Mr. Sutcliffe: On promotion to senior officer (SO) rank, staff are invited to undertake the Introductory Certificate in Management. This programme is externally accredited through the Institute of Leadership and Management, and is specifically designed to meet the changing role of first line managers. SOs also undertake operational training to support their development in meeting the needs of their establishment and the Prison Service. All programmes are continually evaluated to ensure fitness for purpose. No imminent changes are proposed.
Mr. Greg Knight: To ask the Secretary of State for the Home Department how many high risk prisoners there are, as defined by the cell sharing risk assessment, in each prison establishment; and if he will make a statement. 
Mr. Greg Knight: To ask the Secretary of State for the Home Department how much was spent on enhanced thinking skills courses by the Prison Service in each region in each of the last five years; and if he will make a statement. 
Mr. Sutcliffe: The actual spend for the delivery of the enhanced thinking skills programme cannot be disaggregated from establishment baselines. However, the following table gives estimated figures based on delivery in prisons by region in the last three years, the period for which information is available. Spend between regions will vary depending on factors such as the volume of delivery, the delivery of other programmes, and the number of establishments.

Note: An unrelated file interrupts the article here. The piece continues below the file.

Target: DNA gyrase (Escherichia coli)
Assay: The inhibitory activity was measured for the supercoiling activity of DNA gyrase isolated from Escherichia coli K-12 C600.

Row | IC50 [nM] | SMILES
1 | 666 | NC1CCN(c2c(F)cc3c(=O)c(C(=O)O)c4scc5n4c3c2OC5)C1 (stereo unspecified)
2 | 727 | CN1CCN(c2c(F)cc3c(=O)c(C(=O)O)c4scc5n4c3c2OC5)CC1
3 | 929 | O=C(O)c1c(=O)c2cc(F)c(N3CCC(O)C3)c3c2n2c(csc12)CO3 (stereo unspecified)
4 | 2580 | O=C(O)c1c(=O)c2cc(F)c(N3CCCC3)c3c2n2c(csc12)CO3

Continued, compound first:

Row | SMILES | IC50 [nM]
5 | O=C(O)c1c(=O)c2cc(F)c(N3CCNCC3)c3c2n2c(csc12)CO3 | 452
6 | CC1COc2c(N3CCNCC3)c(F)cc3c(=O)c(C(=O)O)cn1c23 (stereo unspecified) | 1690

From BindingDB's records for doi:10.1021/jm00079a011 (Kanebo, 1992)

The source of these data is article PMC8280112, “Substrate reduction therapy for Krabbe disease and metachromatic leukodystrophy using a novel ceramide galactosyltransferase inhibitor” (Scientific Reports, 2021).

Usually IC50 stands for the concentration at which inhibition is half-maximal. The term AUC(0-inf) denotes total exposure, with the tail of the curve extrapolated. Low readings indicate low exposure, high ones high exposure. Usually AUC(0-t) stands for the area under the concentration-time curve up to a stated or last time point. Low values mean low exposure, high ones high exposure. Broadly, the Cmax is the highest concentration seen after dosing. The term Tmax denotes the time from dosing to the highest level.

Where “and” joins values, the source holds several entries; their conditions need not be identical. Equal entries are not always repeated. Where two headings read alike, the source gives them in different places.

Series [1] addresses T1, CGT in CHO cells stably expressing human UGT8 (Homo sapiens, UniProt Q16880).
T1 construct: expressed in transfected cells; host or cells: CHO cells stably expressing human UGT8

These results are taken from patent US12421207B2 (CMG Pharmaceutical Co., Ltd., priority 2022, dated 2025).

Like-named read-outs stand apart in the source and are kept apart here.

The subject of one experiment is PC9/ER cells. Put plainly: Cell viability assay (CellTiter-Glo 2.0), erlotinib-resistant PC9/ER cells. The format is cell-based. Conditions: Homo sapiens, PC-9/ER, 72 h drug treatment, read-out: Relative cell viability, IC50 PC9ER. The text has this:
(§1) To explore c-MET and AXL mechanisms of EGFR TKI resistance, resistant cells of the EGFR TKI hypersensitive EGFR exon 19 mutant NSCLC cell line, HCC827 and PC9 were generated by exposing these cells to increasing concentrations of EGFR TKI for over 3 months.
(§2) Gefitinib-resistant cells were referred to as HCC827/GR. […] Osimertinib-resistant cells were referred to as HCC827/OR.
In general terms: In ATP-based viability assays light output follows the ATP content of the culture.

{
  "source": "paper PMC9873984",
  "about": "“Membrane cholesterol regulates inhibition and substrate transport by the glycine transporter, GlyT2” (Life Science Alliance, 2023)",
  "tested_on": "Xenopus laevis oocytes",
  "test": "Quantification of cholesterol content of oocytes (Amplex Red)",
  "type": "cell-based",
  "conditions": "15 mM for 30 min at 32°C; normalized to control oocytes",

|Spend on enhanced thinking skills programmes in prisons by region 2003-06|
Mr. Greg Knight: To ask the Secretary of State for the Home Department what proportion of staff claimed to have been bullied at work in each of the two most recent surveys of staff in HM Prison Service; and if he will make a statement. 
Chapter 9 (Harassment and Discrimination Procedures) of Prison Service Order 8010 on equal opportunities sets out Prison Service policy on managing and dealing with bullying in the workplace. The Service's Professional Standards Statement makes it clear that discrimination, harassment, victimisation and bullying of any kind will not be tolerated.
|Staff who had experienced bullying in the 12 months prior to the survey|
Susan Kramer: To ask the Secretary of State for the Home Department whether the contents of the Tasker investigation commissioned by the Prison Service London area office will be made available to (a) prison officers and (b) former prison officers who have made allegations of bullying in the Prison Service. 
Mr. Sutcliffe: It is not standard practice for the Prison Service to publish internal investigations. However, if requests are made for the report to be disclosed they will be considered in accordance with the Data Protection 1998, the Data Protection Code of Practice and the Freedom of Information Act relating to the handling and protection of personal data. The Commissioning Authority will determine whether a redacted or full copy of the report can be disclosed.
Mr. Greg Knight: To ask the Secretary of State for the Home Department (1) whether the award of required hours addition allowance payments to non-operational staff by the Prison Service Area Manager for London constitutes a breach of PSO 1215 on staff wrongdoings; and if he will make a statement;